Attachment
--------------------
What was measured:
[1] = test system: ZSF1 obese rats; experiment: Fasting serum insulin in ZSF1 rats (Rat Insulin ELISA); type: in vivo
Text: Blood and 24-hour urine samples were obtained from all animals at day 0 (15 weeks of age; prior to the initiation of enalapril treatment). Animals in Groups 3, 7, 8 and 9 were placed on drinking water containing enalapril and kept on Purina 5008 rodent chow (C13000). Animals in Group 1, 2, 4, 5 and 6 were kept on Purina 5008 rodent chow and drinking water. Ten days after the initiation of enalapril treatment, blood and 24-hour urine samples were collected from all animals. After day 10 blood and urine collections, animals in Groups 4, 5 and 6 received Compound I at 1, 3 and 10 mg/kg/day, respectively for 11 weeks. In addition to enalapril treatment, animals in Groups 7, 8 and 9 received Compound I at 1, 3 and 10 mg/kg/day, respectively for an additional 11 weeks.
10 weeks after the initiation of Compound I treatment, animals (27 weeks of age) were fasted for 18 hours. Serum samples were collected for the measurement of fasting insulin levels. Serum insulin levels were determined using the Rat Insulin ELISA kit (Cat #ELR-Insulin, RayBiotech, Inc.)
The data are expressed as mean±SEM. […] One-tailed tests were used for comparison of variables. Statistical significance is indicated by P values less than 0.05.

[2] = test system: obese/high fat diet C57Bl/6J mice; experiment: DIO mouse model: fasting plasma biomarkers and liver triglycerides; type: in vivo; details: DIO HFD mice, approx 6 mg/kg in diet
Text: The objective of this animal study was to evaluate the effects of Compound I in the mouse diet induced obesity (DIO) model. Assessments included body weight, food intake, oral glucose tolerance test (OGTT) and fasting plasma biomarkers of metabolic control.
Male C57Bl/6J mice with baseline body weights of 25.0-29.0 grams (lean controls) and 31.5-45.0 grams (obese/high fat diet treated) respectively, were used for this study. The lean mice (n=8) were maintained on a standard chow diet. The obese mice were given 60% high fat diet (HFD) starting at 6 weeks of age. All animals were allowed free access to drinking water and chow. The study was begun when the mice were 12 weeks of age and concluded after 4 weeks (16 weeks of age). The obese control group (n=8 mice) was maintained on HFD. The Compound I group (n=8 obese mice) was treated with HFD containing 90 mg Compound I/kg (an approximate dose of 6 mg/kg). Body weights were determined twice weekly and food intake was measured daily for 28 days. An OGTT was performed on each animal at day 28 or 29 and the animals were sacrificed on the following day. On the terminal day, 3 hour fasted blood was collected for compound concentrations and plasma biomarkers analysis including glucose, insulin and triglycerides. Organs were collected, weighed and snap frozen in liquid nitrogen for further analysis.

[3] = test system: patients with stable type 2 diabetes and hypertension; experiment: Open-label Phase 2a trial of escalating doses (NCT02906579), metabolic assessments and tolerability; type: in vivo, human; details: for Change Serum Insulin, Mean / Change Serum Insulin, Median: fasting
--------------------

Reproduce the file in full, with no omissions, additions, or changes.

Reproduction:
What was measured:
[1] = test system: ZSF1 obese rats; experiment: Fasting serum insulin in ZSF1 rats (Rat Insulin ELISA); type: in vivo
Text: Blood and 24-hour urine samples were obtained from all animals at day 0 (15 weeks of age; prior to the initiation of enalapril treatment). Animals in Groups 3, 7, 8 and 9 were placed on drinking water containing enalapril and kept on Purina 5008 rodent chow (C13000). Animals in Group 1, 2, 4, 5 and 6 were kept on Purina 5008 rodent chow and drinking water. Ten days after the initiation of enalapril treatment, blood and 24-hour urine samples were collected from all animals. After day 10 blood and urine collections, animals in Groups 4, 5 and 6 received Compound I at 1, 3 and 10 mg/kg/day, respectively for 11 weeks. In addition to enalapril treatment, animals in Groups 7, 8 and 9 received Compound I at 1, 3 and 10 mg/kg/day, respectively for an additional 11 weeks.
10 weeks after the initiation of Compound I treatment, animals (27 weeks of age) were fasted for 18 hours. Serum samples were collected for the measurement of fasting insulin levels. Serum insulin levels were determined using the Rat Insulin ELISA kit (Cat #ELR-Insulin, RayBiotech, Inc.)
The data are expressed as mean±SEM. […] One-tailed tests were used for comparison of variables. Statistical significance is indicated by P values less than 0.05.

[2] = test system: obese/high fat diet C57Bl/6J mice; experiment: DIO mouse model: fasting plasma biomarkers and liver triglycerides; type: in vivo; details: DIO HFD mice, approx 6 mg/kg in diet
Text: The objective of this animal study was to evaluate the effects of Compound I in the mouse diet induced obesity (DIO) model. Assessments included body weight, food intake, oral glucose tolerance test (OGTT) and fasting plasma biomarkers of metabolic control.
Male C57Bl/6J mice with baseline body weights of 25.0-29.0 grams (lean controls) and 31.5-45.0 grams (obese/high fat diet treated) respectively, were used for this study. The lean mice (n=8) were maintained on a standard chow diet. The obese mice were given 60% high fat diet (HFD) starting at 6 weeks of age. All animals were allowed free access to drinking water and chow. The study was begun when the mice were 12 weeks of age and concluded after 4 weeks (16 weeks of age). The obese control group (n=8 mice) was maintained on HFD. The Compound I group (n=8 obese mice) was treated with HFD containing 90 mg Compound I/kg (an approximate dose of 6 mg/kg). Body weights were determined twice weekly and food intake was measured daily for 28 days. An OGTT was performed on each animal at day 28 or 29 and the animals were sacrificed on the following day. On the terminal day, 3 hour fasted blood was collected for compound concentrations and plasma biomarkers analysis including glucose, insulin and triglycerides. Organs were collected, weighed and snap frozen in liquid nitrogen for further analysis.

[3] = test system: patients with stable type 2 diabetes and hypertension; experiment: Open-label Phase 2a trial of escalating doses (NCT02906579), metabolic assessments and tolerability; type: in vivo, human; details: for Change Serum Insulin, Mean / Change Serum Insulin, Median: fasting